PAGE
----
B. Examples of how hormones and nerves co-operate to run a circuit. See handout 23A.
a. Overall Loop: Suckling by baby → milk ejection ("letdown) → more suckling → more milk ejection etc. Loop continues until baby stops nursing.
b. Signaling Pathway: Suckling by baby stimulates nerve endings in nipple → nerve signal to HT → release of oxytocin and prolactin as follows:
(1). Oxytocin: HT → release of oxytocin from neuron endings post. pit. → contraction of myoepithelial cells (similar to smooth muscle) surrounding alveolus (milk producing section of mammary gland) → milk ejection from lumen of alveolus → more suckling → etc.
(2). Prolactin: HT → PIH (= DA) down and PRH (?) up in portal vessel → AP releases prolactin (PL) → stimulates inner layer of cells surrounding lumen of alveolus → promotes milk production and secretion of milk into lumen of gland.
Question to think about: what does the circuit look like here? What's the IC? The effector? Etc.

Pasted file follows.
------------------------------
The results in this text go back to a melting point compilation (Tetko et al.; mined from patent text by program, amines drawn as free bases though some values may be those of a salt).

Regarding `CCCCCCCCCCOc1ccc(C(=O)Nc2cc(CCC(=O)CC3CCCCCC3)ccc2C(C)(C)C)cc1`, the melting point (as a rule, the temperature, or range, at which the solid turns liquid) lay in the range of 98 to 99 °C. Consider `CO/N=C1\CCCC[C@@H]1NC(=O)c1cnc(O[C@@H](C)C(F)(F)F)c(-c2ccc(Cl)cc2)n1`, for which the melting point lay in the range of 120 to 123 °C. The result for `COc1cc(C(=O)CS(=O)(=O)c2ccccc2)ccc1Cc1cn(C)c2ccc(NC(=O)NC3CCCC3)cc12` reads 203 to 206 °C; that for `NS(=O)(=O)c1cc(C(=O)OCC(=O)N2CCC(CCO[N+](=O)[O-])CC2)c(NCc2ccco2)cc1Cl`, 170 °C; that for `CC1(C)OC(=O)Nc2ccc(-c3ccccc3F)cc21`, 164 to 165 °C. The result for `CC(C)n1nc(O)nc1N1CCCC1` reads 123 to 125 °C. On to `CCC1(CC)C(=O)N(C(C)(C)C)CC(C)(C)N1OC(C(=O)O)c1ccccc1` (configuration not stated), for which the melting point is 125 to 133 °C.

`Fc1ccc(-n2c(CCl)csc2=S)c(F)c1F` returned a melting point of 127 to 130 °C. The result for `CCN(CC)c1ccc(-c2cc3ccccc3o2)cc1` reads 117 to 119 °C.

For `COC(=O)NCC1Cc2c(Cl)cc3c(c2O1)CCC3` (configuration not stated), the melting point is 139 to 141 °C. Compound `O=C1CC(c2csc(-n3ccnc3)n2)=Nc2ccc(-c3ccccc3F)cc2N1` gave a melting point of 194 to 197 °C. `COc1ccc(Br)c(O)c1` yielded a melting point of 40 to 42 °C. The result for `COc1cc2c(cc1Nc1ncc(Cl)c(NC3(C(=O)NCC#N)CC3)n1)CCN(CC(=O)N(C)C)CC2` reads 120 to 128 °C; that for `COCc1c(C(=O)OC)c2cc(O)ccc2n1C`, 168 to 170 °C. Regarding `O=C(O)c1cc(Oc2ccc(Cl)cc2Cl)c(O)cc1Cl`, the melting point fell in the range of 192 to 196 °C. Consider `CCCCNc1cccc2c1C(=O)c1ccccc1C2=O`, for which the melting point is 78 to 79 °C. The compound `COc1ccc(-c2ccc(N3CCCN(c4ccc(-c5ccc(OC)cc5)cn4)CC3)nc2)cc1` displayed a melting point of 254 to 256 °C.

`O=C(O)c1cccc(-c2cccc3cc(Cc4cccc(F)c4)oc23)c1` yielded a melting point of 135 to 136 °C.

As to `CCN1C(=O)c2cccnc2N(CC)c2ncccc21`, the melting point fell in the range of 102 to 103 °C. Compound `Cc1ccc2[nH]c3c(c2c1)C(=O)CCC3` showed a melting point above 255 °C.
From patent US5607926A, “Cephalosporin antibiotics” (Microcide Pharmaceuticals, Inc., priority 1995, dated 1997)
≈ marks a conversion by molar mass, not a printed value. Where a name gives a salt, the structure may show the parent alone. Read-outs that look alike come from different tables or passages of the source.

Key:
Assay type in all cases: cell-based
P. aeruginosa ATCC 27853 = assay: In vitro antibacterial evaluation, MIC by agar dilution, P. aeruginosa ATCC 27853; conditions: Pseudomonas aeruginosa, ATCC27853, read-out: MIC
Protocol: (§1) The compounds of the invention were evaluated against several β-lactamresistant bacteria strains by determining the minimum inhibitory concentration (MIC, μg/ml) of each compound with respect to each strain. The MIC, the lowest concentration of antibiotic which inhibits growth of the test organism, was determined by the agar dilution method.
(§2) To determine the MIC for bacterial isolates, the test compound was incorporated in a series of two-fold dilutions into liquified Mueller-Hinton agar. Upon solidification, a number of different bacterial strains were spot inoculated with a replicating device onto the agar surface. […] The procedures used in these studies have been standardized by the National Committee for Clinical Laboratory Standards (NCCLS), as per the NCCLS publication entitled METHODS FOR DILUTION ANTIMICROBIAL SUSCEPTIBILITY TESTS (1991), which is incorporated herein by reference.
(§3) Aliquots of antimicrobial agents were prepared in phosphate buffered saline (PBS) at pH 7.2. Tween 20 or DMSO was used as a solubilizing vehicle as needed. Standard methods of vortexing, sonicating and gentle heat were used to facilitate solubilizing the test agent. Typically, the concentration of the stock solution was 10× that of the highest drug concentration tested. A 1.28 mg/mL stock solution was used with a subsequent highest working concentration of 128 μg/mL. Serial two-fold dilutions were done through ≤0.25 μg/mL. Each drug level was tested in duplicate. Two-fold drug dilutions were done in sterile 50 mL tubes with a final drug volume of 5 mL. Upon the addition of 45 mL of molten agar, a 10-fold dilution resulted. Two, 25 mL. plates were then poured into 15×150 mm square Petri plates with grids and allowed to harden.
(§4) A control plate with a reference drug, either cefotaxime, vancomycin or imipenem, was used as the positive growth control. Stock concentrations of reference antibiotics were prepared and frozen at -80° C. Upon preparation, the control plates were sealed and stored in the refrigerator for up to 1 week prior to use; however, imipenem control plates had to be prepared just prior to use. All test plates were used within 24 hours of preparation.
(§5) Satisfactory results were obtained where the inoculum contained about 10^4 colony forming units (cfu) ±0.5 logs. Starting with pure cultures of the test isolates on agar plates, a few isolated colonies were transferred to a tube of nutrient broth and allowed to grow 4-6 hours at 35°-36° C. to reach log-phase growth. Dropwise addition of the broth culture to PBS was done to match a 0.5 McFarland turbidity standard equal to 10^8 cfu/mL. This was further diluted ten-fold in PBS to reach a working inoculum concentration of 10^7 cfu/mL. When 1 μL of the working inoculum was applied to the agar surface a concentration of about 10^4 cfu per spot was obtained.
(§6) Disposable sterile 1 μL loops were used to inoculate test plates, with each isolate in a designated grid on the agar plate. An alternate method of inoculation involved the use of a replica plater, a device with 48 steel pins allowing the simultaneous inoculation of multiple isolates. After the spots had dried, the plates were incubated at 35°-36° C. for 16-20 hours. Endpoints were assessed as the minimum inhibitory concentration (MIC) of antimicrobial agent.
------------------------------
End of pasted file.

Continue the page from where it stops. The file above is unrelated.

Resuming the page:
Try problems 7-14 & 7-18.
2. Stress response (Handout 23B.)
a. Phase one -- Nerve (Sympathetic) activity stimulates target organs (that are not glands) → Direct response of heart, liver, lungs, etc.
b. Phase two -- Nerve (Sympathetic activity) → activation of glands
(1). Stimulate pancreas → glucagon released stimulated; insulin release inhibited → secretion of glucagon → additional stimulation of some target organs
(2). Stimulate adrenal medulla → release of epinephrine → stimulation of same targets as sympathetic nerve activity & some additional targets -- hormones can reach where nerves can't go.
c. Phase three -- stimulate HT/AP axis to produce cortisol
HT in brain → releases CRH → AP → releases ACTH → adrenal cortex → produces cortisol → target organs → stimulation of breakdown of fats & protein for energy (sparing glucose for brain); inhibition of immune system.
Note that each additional phase is slower but involves additional degrees of amplification due to second messengers, transcription, etc.